Beard grooming emerged from the evolved manscaping industry which is worth over $60 billion globally. In line with global trends, more men are paying attention to their appearance, and African men are not left out.
This has created an opportunity for manscaping entrepreneurs in Africa to branch into varieties of beard care ranging from beard tailoring to beard nurturing. Consequently, a series of grooming products in numerous kits have been created, aiding men in Being Exceptional Among Regular Dudes (BEARD).
South Africa’s Brother’s Beard is one of the sprouting beard grooming brands in Africa. They have a range of products made from organic ingredients that provide remedies to the plague of beard growing which includes; itching, dryness, dandruff, breakage amongst others.
In an interview with CNBC AFRICA, Takura Chimbuya, co-founder of Brother’s Beard revealed that only ‘African authentic oils’ are used for their products.
Vizolette Kuwanda, another co-founder, supported Chimbuya in a statement saying “We source them from different parts of the continent, from more than a hundred different farmers.” He added that it is a rather good opportunity to showcase what Africa has to the rest of the world.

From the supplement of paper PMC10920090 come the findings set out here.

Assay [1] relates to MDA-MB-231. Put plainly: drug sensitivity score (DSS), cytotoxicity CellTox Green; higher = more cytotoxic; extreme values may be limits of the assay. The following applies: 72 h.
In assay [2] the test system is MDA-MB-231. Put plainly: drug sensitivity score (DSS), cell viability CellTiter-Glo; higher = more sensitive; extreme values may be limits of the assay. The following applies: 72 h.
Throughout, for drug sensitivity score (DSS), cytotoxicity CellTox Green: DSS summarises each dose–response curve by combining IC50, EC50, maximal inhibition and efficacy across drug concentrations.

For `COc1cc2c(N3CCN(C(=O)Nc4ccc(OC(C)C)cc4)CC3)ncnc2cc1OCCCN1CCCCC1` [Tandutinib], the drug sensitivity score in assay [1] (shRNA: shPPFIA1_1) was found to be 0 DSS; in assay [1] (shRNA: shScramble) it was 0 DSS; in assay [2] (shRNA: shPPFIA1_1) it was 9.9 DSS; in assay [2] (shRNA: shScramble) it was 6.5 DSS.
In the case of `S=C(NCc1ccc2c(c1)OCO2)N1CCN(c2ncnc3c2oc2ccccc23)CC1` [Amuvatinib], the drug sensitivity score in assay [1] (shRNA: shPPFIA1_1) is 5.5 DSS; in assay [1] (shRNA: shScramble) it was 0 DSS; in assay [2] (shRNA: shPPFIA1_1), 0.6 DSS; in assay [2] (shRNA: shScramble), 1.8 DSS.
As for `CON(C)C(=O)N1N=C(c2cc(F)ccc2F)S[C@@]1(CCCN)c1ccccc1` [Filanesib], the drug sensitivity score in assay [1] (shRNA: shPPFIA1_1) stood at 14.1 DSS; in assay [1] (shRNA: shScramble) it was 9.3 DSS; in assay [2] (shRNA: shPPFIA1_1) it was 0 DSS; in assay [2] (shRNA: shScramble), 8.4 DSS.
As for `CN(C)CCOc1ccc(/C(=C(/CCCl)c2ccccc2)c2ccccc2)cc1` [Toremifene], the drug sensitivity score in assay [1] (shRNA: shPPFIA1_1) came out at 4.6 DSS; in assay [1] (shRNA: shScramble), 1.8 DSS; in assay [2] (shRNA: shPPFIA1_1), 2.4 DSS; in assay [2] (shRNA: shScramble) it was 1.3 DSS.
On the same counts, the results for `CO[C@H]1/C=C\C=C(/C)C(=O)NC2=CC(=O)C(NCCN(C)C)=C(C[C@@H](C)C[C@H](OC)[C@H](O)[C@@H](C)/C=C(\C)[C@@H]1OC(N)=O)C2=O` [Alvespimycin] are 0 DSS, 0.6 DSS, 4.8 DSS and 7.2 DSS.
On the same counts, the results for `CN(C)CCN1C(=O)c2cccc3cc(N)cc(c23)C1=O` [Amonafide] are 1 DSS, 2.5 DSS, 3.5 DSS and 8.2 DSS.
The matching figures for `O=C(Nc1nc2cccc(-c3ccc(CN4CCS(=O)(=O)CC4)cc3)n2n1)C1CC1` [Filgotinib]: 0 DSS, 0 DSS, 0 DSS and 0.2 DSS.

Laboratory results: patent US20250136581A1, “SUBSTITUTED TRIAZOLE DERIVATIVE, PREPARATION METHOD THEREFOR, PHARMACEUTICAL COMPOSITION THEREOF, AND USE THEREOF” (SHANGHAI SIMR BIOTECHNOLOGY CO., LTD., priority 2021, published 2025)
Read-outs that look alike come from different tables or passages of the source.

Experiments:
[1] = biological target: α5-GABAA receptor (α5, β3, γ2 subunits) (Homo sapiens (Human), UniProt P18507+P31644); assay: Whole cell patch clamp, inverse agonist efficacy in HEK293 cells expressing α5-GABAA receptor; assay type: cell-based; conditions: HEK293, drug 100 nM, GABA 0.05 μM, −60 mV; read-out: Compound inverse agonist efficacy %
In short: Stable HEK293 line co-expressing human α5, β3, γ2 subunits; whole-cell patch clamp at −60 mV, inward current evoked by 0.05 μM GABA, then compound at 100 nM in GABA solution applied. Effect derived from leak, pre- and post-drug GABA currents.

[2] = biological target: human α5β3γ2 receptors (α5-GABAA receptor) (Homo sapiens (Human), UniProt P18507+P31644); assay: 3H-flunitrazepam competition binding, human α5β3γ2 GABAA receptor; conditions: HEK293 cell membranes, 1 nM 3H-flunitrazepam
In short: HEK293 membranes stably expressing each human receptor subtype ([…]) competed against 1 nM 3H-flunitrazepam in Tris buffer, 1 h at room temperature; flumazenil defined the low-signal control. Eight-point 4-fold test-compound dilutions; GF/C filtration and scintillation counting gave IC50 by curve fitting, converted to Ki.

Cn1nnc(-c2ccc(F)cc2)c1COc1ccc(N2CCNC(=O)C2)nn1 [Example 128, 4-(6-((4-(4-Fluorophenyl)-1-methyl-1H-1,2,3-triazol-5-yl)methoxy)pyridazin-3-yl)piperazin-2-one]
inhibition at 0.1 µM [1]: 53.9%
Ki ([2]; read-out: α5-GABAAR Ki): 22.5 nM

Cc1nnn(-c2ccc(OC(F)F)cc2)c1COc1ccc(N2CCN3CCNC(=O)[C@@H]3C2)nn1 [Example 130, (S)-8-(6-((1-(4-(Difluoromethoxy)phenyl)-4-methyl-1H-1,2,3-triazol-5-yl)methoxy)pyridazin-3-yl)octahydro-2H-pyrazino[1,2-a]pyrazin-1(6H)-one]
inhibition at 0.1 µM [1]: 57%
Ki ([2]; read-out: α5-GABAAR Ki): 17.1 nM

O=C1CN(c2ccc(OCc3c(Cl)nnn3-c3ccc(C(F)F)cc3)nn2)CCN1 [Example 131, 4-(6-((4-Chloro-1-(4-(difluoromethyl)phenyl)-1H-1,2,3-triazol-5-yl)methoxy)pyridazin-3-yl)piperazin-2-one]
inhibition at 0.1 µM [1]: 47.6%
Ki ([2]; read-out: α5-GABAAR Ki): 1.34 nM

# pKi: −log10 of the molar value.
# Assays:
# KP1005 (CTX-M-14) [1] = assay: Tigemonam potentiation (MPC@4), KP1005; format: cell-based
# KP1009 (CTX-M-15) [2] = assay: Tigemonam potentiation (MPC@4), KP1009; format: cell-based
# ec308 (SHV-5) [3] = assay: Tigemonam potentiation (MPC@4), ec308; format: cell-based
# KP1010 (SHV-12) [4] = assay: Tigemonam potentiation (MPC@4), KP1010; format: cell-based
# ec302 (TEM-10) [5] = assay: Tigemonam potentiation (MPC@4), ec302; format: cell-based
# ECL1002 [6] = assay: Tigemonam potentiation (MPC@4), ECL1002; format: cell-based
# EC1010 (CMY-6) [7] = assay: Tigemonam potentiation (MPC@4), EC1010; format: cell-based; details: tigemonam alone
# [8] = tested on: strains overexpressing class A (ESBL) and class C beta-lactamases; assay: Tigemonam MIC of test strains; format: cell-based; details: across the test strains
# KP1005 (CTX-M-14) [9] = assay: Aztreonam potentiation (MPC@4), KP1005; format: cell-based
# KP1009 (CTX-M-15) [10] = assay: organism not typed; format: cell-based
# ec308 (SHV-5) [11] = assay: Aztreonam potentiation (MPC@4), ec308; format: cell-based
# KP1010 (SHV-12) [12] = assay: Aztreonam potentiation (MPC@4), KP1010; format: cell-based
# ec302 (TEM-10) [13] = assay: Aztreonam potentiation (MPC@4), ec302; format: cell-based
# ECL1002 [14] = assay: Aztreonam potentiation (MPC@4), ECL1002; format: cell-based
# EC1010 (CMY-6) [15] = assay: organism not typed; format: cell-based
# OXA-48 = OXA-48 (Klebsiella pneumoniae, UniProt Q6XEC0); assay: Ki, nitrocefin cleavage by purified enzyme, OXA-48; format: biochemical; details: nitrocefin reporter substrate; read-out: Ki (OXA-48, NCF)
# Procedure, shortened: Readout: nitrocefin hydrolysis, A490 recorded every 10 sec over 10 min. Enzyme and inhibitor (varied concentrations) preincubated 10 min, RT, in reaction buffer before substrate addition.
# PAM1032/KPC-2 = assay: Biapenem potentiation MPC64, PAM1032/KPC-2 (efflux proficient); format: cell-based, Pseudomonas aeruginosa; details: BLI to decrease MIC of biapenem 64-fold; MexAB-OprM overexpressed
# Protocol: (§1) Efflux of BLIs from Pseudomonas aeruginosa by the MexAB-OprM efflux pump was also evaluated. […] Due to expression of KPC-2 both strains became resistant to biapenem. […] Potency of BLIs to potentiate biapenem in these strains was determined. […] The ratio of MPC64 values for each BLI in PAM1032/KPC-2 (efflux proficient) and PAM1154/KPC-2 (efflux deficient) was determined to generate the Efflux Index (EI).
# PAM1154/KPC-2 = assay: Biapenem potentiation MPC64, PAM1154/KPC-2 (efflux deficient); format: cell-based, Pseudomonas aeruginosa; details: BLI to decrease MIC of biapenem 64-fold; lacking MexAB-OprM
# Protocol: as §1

Brother’s Beard is present in other African countries aside from South Africa. The company operates in Namibia, Zimbabwe, Malawi, and Zambia through distributors.
In Zambia, Fubwe Matambo, CEO of Beards of Lusaka started an online community to teach men how to take proper care of their beards and offers a set of grooming products from Brother’s beard.
Nigeria, the largest economy in Africa, is not exempted. Entrepreneur Jeffery Okpaleke’s Beard and Butter skincare company is another notable brand in the business of male grooming. With the advent of the #BeardGang trend on social media in 2012, Okpaleke was inspired to grow a beard.
In an interview, the Nigerian explained that the Beard and Butter business started as a result of a lack of hair products for men in the country. In Nigeria, most hair products are exclusively targeted at women, unlike in the UK (where Okpaleke was formerly based) where men have a variety of hair care products to choose from.
Being a youthful country, with an increasing number of men spending more on their looks, Okpaleke said his beard grooming company is “quite ready and open” for the Nigerian market.
Last month, the annual World Beard Day 2019 was celebrated in Lagos, Nigeria by Jameson – the premium whiskey brand – with a good number of bearded men in attendance. The program was organized to promote brotherhood amongst men with facial hair.
The metrosexual wave in Africa has taken a full course in which men are embracing their desire to look good and be meticulous in their appearance. This wave has birthed the beard grooming business, a thriving part of the burgeoning male grooming market, creating job opportunities and indigenous male grooming products across Africa.
Written by Treasure Nnabugwu